Courtesy of Christian Science Monitor
Gov. Brown’s revised budget, which seeks to address the state’s $16 billion deficit, will temporarily withhold $38 million from the state’s initial $90 million commitment to the UC while boosting K-12 funding by 16 percent. Public education was largely exempt from the numerous cuts enacted in nearly every other government sector, which included a five percent state employee payroll freeze and nearly $550 million in trial court system cuts.

“Governor Brown’s revised budget proposal makes it clear that he considers public higher education a priority for the state, and we appreciate that,” stated Steve Montiel, the UC Office of the President (UCOP) media relations director, in a press release. Governor Brown, however, has noted that the funding of public education depends on voter approval of Brown’s tax measures in the November ballot; if the tax measures fail to pass, the UC and California State University System would each be subject to $250 million trigger cuts beginning on Jan. 1, 2013.

“We can’t balance the budget with cuts alone; that would just further undermine our public schools,” stated Governor Brown in a press release. “The budget I am proposing will boost funding for education, protect public safety and prevent an even deeper round of trigger cuts.” The boost referred to the additional funding of K-12 education, whereas the California State University did not undergo any substantial financial changes and the UC was granted $52 million. Some of the most controversial aspects of the revised budget related to education pertain to the California Student Aid Commission.

The revised budget has reformed the Cal Grant program in terms of participation among colleges and the requirements for students. One such change is to subject the Cal Grant program to the Federal Pell Grant methodology. The Cal Grant’s “all or nothing” methodology, which currently covers the full cost of tuition, would be amended to now distribute varying amounts. “This would ensure that the neediest applicants—who constitute some 63 percent of Cal Grant recipients—continue to receive the maximum award. Students with higher family incomes will receive reduced assistance,” stated a press release by the governor. The proposal, which would not impact current Cal Grant recipients, received criticism by the UC Regents during their meeting on May 16; the regents noted that the decision would harm California’s middle class and put even more pressure on students to resort to loans.

The second change would restrict Cal Grant participation to colleges and universities that meet criteria regarding student default rates and graduation rates. The former was decreased from an acceptable level of 30 percent to 15 percent, while the latter requires that schools maintain a 30 percent minimum graduate rate. This change was also discussed at the UC regents meeting when officials assured the public that the new debt default and graduation requirements would not impact the University of California. Schools who fail to meet either criteria would be barred from participating in the Cal Grant program for one academic year. The Cal Grant restrictions were enacted in order to reflect a decrease of $38.4 million in funding.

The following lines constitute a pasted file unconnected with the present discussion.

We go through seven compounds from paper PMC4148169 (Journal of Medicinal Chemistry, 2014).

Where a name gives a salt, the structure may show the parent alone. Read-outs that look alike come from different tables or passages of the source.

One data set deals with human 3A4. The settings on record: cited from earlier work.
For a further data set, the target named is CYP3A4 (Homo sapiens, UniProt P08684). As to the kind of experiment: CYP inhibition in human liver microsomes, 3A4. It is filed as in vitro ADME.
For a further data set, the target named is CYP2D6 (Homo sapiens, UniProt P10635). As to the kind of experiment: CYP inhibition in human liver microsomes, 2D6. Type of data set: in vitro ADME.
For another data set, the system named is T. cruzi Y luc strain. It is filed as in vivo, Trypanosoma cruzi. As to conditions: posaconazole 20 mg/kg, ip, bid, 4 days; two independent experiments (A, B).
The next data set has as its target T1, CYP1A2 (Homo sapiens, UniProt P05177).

The budget’s impact on the 426,400 student of the California State University system and Community College system were less certain. The section pertaining to the CSU system only reviewed changes on how the university would conduct negotiations regarding employees’ health insurance. However, a portion of the budget related to the California Student Aid Commission revealed that the award amount for Cal Grants would account for the CSU’s 9.1 percent tuition increases for 2012-2013. Meanwhile, changes to the Community College system focused on shifts in block grant funding; the revised budget indicated that the amount of block grant funding for Community College students would be $28 dollars per student.

The common characteristic shared by the UC, CSU, Community College and K-12 system was the hefty cuts that would ensue if voters reject higher taxes in the November ballot. The UC and CSU would experience a $500 million trigger cut that would be evenly split between the two institutions. K-12 and community colleges would be subject to a $5.5 billion cut, although the distribution of the cuts had not been determined.

“I don’t like making additional cuts, and I recognize the impact they have on Californians. They are difficult—but necessary—in order to get us back on firm fiscal footing until California fully recovers from the global economic recession,” stated Governor Brown, who was subject to fierce criticism after it was revealed that he underestimated the state’s deficit by approximately $7 billion. The largest cuts in the revised budget were directed at state welfare, trial courts and health care for low income residents, with cuts of $880 million, $544 million and $1.2 billion, respectively.